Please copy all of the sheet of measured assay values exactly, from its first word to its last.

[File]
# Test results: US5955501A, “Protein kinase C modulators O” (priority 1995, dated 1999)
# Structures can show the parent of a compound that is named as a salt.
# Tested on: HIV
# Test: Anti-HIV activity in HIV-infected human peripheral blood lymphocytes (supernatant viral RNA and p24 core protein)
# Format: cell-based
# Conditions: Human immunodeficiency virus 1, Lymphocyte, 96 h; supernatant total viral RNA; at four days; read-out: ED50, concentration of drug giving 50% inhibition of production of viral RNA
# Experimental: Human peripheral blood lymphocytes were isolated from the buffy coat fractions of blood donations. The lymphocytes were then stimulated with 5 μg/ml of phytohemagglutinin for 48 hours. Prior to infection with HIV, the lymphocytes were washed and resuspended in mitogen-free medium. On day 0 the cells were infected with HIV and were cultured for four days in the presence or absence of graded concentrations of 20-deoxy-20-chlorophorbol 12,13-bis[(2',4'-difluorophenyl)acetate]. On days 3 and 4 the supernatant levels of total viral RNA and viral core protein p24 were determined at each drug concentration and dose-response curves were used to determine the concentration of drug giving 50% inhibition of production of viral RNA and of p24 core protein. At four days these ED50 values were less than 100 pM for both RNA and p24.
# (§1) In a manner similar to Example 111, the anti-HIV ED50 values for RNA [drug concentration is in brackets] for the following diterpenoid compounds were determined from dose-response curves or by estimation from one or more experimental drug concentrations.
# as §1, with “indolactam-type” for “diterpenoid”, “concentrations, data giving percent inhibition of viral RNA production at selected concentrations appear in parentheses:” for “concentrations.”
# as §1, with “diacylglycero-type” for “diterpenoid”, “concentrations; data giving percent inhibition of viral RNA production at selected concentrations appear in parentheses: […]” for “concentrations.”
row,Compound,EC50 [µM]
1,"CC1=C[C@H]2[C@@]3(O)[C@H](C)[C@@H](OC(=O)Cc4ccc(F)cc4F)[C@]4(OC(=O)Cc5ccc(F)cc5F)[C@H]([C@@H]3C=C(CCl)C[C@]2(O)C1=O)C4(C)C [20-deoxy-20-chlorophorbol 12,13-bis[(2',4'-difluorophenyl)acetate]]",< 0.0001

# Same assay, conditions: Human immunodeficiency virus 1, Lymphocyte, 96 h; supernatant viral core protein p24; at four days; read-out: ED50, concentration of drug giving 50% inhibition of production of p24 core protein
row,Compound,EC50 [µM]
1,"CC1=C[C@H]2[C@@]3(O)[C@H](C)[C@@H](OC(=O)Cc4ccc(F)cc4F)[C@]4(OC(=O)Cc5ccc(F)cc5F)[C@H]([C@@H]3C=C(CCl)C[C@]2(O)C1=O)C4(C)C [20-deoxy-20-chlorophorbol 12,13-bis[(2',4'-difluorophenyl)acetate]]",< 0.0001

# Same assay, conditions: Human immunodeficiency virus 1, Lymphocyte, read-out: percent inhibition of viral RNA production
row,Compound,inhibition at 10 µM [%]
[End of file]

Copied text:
# Test results: US5955501A, “Protein kinase C modulators O” (priority 1995, dated 1999)
# Structures can show the parent of a compound that is named as a salt.
# Tested on: HIV
# Test: Anti-HIV activity in HIV-infected human peripheral blood lymphocytes (supernatant viral RNA and p24 core protein)
# Format: cell-based
# Conditions: Human immunodeficiency virus 1, Lymphocyte, 96 h; supernatant total viral RNA; at four days; read-out: ED50, concentration of drug giving 50% inhibition of production of viral RNA
# Experimental: Human peripheral blood lymphocytes were isolated from the buffy coat fractions of blood donations. The lymphocytes were then stimulated with 5 μg/ml of phytohemagglutinin for 48 hours. Prior to infection with HIV, the lymphocytes were washed and resuspended in mitogen-free medium. On day 0 the cells were infected with HIV and were cultured for four days in the presence or absence of graded concentrations of 20-deoxy-20-chlorophorbol 12,13-bis[(2',4'-difluorophenyl)acetate]. On days 3 and 4 the supernatant levels of total viral RNA and viral core protein p24 were determined at each drug concentration and dose-response curves were used to determine the concentration of drug giving 50% inhibition of production of viral RNA and of p24 core protein. At four days these ED50 values were less than 100 pM for both RNA and p24.
# (§1) In a manner similar to Example 111, the anti-HIV ED50 values for RNA [drug concentration is in brackets] for the following diterpenoid compounds were determined from dose-response curves or by estimation from one or more experimental drug concentrations.
# as §1, with “indolactam-type” for “diterpenoid”, “concentrations, data giving percent inhibition of viral RNA production at selected concentrations appear in parentheses:” for “concentrations.”
# as §1, with “diacylglycero-type” for “diterpenoid”, “concentrations; data giving percent inhibition of viral RNA production at selected concentrations appear in parentheses: […]” for “concentrations.”
row,Compound,EC50 [µM]
1,"CC1=C[C@H]2[C@@]3(O)[C@H](C)[C@@H](OC(=O)Cc4ccc(F)cc4F)[C@]4(OC(=O)Cc5ccc(F)cc5F)[C@H]([C@@H]3C=C(CCl)C[C@]2(O)C1=O)C4(C)C [20-deoxy-20-chlorophorbol 12,13-bis[(2',4'-difluorophenyl)acetate]]",< 0.0001

# Same assay, conditions: Human immunodeficiency virus 1, Lymphocyte, 96 h; supernatant viral core protein p24; at four days; read-out: ED50, concentration of drug giving 50% inhibition of production of p24 core protein
row,Compound,EC50 [µM]
1,"CC1=C[C@H]2[C@@]3(O)[C@H](C)[C@@H](OC(=O)Cc4ccc(F)cc4F)[C@]4(OC(=O)Cc5ccc(F)cc5F)[C@H]([C@@H]3C=C(CCl)C[C@]2(O)C1=O)C4(C)C [20-deoxy-20-chlorophorbol 12,13-bis[(2',4'-difluorophenyl)acetate]]",< 0.0001

# Same assay, conditions: Human immunodeficiency virus 1, Lymphocyte, read-out: percent inhibition of viral RNA production
row,Compound,inhibition at 10 µM [%]